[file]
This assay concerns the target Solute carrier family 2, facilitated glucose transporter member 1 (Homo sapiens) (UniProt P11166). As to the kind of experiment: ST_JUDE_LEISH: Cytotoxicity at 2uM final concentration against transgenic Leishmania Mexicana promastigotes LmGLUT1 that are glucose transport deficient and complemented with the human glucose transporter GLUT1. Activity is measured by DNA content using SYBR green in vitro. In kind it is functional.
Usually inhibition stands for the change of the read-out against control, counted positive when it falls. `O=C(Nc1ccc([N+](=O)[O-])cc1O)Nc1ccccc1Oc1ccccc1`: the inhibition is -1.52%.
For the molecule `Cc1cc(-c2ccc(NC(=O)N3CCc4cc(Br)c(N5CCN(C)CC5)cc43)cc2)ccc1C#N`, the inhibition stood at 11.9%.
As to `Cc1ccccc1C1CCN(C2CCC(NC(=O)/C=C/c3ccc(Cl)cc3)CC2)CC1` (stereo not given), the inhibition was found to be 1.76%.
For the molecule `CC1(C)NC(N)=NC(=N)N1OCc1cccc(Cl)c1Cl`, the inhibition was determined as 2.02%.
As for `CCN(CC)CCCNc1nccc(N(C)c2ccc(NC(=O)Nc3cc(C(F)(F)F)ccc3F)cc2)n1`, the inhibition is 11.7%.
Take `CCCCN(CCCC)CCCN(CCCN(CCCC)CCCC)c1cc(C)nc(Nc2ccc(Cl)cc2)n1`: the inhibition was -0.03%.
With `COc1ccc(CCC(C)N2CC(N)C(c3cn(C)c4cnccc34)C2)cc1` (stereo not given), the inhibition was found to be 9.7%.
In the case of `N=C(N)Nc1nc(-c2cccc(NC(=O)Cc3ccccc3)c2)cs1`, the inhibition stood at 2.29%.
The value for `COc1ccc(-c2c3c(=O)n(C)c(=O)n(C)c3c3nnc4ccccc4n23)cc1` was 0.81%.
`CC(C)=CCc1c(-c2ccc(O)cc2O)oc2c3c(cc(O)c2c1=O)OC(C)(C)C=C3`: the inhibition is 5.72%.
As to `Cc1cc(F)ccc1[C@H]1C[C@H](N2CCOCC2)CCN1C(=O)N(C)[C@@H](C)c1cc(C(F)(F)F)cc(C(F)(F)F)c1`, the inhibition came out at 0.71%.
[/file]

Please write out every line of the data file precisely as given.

This assay concerns the target Solute carrier family 2, facilitated glucose transporter member 1 (Homo sapiens) (UniProt P11166). As to the kind of experiment: ST_JUDE_LEISH: Cytotoxicity at 2uM final concentration against transgenic Leishmania Mexicana promastigotes LmGLUT1 that are glucose transport deficient and complemented with the human glucose transporter GLUT1. Activity is measured by DNA content using SYBR green in vitro. In kind it is functional.
Usually inhibition stands for the change of the read-out against control, counted positive when it falls. `O=C(Nc1ccc([N+](=O)[O-])cc1O)Nc1ccccc1Oc1ccccc1`: the inhibition is -1.52%.
For the molecule `Cc1cc(-c2ccc(NC(=O)N3CCc4cc(Br)c(N5CCN(C)CC5)cc43)cc2)ccc1C#N`, the inhibition stood at 11.9%.
As to `Cc1ccccc1C1CCN(C2CCC(NC(=O)/C=C/c3ccc(Cl)cc3)CC2)CC1` (stereo not given), the inhibition was found to be 1.76%.
For the molecule `CC1(C)NC(N)=NC(=N)N1OCc1cccc(Cl)c1Cl`, the inhibition was determined as 2.02%.
As for `CCN(CC)CCCNc1nccc(N(C)c2ccc(NC(=O)Nc3cc(C(F)(F)F)ccc3F)cc2)n1`, the inhibition is 11.7%.
Take `CCCCN(CCCC)CCCN(CCCN(CCCC)CCCC)c1cc(C)nc(Nc2ccc(Cl)cc2)n1`: the inhibition was -0.03%.
With `COc1ccc(CCC(C)N2CC(N)C(c3cn(C)c4cnccc34)C2)cc1` (stereo not given), the inhibition was found to be 9.7%.
In the case of `N=C(N)Nc1nc(-c2cccc(NC(=O)Cc3ccccc3)c2)cs1`, the inhibition stood at 2.29%.
The value for `COc1ccc(-c2c3c(=O)n(C)c(=O)n(C)c3c3nnc4ccccc4n23)cc1` was 0.81%.
`CC(C)=CCc1c(-c2ccc(O)cc2O)oc2c3c(cc(O)c2c1=O)OC(C)(C)C=C3`: the inhibition is 5.72%.
As to `Cc1cc(F)ccc1[C@H]1C[C@H](N2CCOCC2)CCN1C(=O)N(C)[C@@H](C)c1cc(C(F)(F)F)cc(C(F)(F)F)c1`, the inhibition came out at 0.71%.